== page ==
US, Massachusetts: Urban Agriculture: Keeping Worcester Fresh
BY MARK A. BORENSTEIN • JUNE 24, 2019
What comes to mind when you think of agriculture? Do you envision sprawling tracts of land in a rural area farmed by generations of farmers? Or do you envision neighbors in a city tending a small parcel of land to produce fresh fruits and vegetables for friends and families? Why not both?
On January 30, 2019, the City of Worcester joined many other large U.S. cities when the City Council adopted urban agriculture zoning regulations aimed at promoting urban-scale farming and agricultural uses. With the input of passionate community members, the City’s Planning staff developed regulations to provide a comprehensive framework encompassing all stages of urban agriculture, from the siting of farms or gardens to the sale of products.
The zoning regulations’ greatest attribute is their flexibility. The regulations provide for both large and small operations and uses that are primary or accessory in nature.
The zoning regulations provide for three primary uses:
Community Gardens – Small-scale gardens (less than 5,000 s.f.) for the use of individuals, neighborhoods and non-profit organizations to grow produce for personal consumption.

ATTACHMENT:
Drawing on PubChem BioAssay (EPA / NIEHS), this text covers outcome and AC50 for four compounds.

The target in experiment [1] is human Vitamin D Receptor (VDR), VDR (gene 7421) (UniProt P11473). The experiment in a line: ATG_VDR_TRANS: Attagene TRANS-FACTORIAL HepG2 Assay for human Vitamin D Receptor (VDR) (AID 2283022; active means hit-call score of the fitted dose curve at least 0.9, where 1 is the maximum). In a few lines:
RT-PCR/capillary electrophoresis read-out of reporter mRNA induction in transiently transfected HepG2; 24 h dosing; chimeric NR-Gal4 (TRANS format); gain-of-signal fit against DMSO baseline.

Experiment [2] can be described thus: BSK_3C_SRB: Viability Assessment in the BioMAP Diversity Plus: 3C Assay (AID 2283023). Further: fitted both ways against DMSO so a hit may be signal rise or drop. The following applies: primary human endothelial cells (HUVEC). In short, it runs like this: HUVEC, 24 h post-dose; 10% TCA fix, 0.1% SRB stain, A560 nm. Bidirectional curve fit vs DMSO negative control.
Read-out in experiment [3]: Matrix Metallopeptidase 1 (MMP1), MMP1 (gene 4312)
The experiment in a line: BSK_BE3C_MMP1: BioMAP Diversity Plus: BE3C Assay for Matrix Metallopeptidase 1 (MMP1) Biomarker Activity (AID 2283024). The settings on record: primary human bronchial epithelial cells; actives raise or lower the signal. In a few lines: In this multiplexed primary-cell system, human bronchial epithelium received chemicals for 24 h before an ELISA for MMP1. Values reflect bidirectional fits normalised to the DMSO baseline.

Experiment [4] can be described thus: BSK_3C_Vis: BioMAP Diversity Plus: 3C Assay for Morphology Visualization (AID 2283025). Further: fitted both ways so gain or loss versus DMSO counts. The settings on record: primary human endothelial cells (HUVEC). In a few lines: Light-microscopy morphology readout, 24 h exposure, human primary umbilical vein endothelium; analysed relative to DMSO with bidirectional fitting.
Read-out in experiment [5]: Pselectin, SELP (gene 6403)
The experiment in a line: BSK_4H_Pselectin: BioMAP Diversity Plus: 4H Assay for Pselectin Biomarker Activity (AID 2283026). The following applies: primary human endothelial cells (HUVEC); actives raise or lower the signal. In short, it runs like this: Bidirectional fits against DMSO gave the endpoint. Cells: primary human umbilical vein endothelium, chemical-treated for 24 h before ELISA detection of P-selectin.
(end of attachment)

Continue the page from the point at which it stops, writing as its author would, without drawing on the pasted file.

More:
Urban Farms – Larger agricultural operations (between 5,000 s.f. and 2 acres) intended for commercial purposes.
Farmers’ Markets – Temporary markets for local producers to sell their products.
In addition to the primary uses, the zoning regulations permit farm stands, yard gardens and on-site composting as accessory uses. Yard gardens (less than 2,500 s.f.) are required to be accessory to a residential use and primarily for personal consumption. Farm stands are permitted as accessory to urban farm and yard garden uses.
Despite the relatively permissive nature of the zoning regulations, the City included safeguards to protect neighbors and the community from being adversely impacted by these operations. For example, community gardens are permitted as of right in all zoning districts, while urban farms are generally permitted in all zoning districts except certain residential districts where the use requires a special permit from the Planning Board. The special permit requirement for urban farms provides an opportunity for the Planning Board and the City to examine the proposed urban farm use to ensure that the use remains in harmony with the surrounding neighborhood. Moreover, urban farms, community gardens and farmers’ markets are required to be operated in accordance with all food, health, soil safety, water and other applicable regulations.
While the enactment of these zoning regulations is a big step toward promoting urban agriculture in Worcester, it important to note that urban agriculture is not new to the City. Many of Worcester’s non-profit organizations, such as the Regional Environmental Council and Worcester Common Ground, have been operating community gardens for years and have experienced tremendous success within the community. By clarifying the standards for agricultural activities and farmers’ markets, the City has made it easier for urban farmers to begin operations and sell products, which will make fresh, healthy and sustainable food more accessible to residents of Worcester and the surrounding towns.